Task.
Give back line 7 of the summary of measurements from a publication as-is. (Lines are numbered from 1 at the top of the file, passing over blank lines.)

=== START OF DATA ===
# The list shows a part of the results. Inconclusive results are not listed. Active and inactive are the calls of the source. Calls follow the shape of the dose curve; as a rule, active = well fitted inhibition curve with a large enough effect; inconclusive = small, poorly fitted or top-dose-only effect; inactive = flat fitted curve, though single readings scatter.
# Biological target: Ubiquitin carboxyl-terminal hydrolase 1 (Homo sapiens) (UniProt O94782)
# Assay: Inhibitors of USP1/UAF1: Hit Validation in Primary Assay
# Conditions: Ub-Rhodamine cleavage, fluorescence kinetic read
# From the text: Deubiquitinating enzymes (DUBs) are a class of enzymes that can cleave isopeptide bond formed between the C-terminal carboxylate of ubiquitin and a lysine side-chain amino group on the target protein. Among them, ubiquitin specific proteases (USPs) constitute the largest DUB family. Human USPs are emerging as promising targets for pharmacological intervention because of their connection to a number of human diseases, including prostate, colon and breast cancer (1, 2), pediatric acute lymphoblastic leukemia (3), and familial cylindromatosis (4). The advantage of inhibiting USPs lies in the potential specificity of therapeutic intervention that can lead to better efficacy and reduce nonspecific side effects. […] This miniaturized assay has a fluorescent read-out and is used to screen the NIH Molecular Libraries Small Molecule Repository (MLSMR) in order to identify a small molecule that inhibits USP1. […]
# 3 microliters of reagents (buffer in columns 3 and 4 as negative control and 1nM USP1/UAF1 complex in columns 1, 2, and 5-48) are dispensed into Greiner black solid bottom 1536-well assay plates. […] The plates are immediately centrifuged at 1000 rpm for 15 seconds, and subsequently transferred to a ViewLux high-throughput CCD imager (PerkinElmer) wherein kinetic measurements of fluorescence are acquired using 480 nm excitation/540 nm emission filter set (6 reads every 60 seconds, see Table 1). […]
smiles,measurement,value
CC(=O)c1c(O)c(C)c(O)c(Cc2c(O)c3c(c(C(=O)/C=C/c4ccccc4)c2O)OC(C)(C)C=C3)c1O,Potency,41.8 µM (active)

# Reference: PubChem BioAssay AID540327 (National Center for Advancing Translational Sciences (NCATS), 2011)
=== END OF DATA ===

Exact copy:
smiles,measurement,value